KB: Your work touches on where the irrational is the dark side of the rational. In many ways, there is a dark side to rationalism beyond the critiques of rationalism as such. I am thinking of some exponents of radical materialism connected to early developments of technology. It is sometimes hard to say where the real distinction is between an extreme materialist and an idealist is. Were you interested in that ?

ED: Yes, this tension does come up a lot. Being aware of the patterns of the religious imagination, and the history of those patterns, allows you to recognize things that are going on, not on the level of philosophical axioms, but as patterns of thought. The best example of what you are describing is the hardcore, Extropian, artificial-intelligence people. They are absolute reductionists and materialists in their philosophical approach. They are incredibly anti-Cartesian. They are not dualistic about the mind. They do not believe the mind exists outside of the meat, that spirit comes from some other sphere. Mind is an emergent property that is produced through the parallel interaction of a complex system of neurons.

These Extropian types then take this idea to its logical extreme: if we reproduce the proper underlying matrix of informational complexity, then we will be able to boot up consciousness. Taking it even further, we will be able to download our own minds into some sort of machine matrix, creating an opportunity for immortality and for the godlike expansion of consciousness. Suddenly, you find ourselves with a profoundly gnostic idea embedded in the heart of the most extreme reductionist materialism. If you approach the situation on a philosophical level alone, you will see merely a vaguely absurd extension of materialist thought. But if you recognize it on an imaginal level or a mythic level, then you see it is very much as a gnostic idea and that it plugs into a whole set of spiritual problems and, in some sense, possibilities -- aspects that I deal with at length in my book. Even though Moravec and company come from the level of the body, they end up reproducing the basic religious belief that there is a radical separation between mind and body, and the gnostic tendency to harshly deny the matter side of the equation. We can leave all these husks of meat behind and enter a pleroma of information and engineer our own experience and expand our knowledge to its Promethean extremes. If you look through the history of hermetic thought and gnostic thought, you find these images coming up again and again and again. Looking at it historically, these older myths, these pre-modern images and ideas, inform, enrich and complicate the things that are going on now, without closing off their peculiarly contemporary aspects. Reflecting backward is a way to go forward with more density and resonance.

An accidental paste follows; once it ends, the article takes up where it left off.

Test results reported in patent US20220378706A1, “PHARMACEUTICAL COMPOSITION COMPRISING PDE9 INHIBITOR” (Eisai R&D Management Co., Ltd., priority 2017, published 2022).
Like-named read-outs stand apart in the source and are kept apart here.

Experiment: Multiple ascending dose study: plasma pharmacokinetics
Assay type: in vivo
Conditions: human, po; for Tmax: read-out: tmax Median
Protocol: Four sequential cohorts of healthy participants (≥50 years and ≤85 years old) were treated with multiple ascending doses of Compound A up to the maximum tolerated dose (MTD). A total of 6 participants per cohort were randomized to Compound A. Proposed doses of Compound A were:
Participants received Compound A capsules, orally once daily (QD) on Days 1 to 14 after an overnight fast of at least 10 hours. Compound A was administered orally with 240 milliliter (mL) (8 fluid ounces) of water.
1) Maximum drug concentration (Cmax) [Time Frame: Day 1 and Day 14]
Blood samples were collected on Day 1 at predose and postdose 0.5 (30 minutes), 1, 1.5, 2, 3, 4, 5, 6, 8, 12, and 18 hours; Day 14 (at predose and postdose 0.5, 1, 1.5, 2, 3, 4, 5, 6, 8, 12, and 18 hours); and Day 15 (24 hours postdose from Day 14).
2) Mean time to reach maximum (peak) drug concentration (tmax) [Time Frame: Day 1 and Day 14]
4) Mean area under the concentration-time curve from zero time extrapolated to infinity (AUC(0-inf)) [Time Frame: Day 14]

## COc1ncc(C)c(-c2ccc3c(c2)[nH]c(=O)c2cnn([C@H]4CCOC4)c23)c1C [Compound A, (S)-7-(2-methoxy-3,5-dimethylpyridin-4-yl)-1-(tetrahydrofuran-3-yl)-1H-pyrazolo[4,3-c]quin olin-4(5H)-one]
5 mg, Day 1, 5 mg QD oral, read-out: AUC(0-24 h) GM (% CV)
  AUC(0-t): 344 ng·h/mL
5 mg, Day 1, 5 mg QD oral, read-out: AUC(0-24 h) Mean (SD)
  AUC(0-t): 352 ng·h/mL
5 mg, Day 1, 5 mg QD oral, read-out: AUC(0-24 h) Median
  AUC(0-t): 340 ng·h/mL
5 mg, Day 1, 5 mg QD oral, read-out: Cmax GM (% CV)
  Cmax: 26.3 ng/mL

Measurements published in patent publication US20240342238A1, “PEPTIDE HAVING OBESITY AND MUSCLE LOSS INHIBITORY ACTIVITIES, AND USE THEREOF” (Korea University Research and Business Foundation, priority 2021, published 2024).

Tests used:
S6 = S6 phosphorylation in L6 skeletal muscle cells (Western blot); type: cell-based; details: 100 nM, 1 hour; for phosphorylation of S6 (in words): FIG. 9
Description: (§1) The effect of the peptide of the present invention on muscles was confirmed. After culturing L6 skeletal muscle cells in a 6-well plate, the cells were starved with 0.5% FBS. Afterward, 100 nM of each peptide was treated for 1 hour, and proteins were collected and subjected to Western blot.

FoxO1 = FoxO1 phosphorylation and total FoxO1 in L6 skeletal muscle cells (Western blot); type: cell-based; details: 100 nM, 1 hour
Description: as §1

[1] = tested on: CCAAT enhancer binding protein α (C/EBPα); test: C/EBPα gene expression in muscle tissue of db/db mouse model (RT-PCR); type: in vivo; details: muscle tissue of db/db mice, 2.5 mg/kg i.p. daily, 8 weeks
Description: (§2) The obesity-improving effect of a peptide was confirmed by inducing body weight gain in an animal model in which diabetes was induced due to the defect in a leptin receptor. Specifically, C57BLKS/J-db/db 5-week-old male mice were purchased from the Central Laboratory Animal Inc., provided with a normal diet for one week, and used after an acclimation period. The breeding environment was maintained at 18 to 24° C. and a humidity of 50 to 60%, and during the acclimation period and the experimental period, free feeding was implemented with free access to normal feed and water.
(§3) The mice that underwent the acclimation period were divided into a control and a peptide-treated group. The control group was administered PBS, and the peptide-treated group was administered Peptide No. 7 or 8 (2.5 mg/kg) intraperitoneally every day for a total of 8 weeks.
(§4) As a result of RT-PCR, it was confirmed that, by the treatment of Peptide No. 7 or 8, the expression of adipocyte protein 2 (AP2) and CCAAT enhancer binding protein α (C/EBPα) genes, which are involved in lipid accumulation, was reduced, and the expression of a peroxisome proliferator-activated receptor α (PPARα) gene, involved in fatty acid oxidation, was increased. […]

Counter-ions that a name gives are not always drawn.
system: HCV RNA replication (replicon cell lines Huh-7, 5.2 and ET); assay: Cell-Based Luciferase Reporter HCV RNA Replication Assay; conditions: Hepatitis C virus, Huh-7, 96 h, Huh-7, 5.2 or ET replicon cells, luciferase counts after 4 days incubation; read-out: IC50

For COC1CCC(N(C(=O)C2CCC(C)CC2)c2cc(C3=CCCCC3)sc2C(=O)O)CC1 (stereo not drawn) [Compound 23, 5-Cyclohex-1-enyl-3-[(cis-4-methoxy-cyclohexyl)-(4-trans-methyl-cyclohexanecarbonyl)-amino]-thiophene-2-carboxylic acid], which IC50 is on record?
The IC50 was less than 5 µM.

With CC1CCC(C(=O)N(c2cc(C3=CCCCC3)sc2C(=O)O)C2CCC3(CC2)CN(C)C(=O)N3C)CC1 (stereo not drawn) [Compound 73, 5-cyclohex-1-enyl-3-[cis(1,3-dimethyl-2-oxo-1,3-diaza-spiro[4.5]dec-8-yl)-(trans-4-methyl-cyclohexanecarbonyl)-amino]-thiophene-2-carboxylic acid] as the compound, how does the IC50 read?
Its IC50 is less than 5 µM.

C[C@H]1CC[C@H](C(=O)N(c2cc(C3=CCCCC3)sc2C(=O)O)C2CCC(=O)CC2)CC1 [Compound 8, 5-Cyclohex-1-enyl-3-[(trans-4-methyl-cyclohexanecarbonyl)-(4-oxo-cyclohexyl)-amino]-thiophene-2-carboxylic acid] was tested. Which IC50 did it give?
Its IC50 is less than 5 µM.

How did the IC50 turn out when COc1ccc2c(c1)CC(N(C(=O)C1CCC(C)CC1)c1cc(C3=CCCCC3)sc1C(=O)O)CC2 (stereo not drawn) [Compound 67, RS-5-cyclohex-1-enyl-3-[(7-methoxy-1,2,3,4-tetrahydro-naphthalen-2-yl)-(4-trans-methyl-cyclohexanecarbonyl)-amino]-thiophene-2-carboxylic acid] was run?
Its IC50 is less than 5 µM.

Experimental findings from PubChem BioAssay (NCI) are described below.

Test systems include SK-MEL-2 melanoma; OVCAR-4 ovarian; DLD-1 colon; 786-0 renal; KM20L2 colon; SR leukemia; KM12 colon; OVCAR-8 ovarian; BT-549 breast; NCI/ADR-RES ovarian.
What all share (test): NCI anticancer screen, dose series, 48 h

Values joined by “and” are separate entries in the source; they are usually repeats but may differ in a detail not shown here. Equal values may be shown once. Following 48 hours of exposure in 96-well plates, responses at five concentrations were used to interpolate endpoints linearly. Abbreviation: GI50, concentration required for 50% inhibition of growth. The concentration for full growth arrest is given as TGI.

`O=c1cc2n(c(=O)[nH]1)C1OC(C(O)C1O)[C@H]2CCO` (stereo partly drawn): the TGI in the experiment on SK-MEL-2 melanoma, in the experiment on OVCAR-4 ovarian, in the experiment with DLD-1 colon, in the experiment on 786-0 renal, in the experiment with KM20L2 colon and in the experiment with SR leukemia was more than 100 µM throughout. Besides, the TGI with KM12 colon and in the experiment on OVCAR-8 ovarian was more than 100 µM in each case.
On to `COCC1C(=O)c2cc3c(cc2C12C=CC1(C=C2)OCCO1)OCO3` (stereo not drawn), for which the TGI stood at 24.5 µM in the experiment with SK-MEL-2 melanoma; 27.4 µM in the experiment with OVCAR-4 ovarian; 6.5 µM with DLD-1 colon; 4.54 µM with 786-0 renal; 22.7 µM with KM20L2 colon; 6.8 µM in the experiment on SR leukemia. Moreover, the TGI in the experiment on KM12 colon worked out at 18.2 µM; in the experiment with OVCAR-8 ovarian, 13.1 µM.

KB: The discourse in the last few years has identified the term "virtual elite" and it has been somehow equated with the virtual elite of cybergnosticism. Peter Lamborn Wilson talks about this and there has been debate as to what cybergnosticism actually is. There was a posting on Nettime recently, and for this particular person, more or less everything was gnosticism. Would you make differentiations between strains of cybergnosticism?

ED: There is more than one thing going on within the cybergnostic impulse. Unlike Peter, I take a more ambivalent perspective on gnostic thought, an ambivalence I draw from the wide variety of gnostic positions in the history of religious and esoteric thought. For Wilson, decrying gnosticism is a way of pointing to a fundamental error that arises again and again in religious thought: the idea that you can transcend the body, and that there is a realm of representation or information or consciousness that is outside of the body. Obviously, cyberspace has now become the locus of that kind of false transcendence. For him, the best part of the religious or spiritual impulse is its immanent dimension -- the ecstatic and antinomian celebration of difference, autonomy and imagination in the body. From this perspective, the gnostic drive towards transcendence is a deadly move that is being technologically reproduced today in the cyberworld.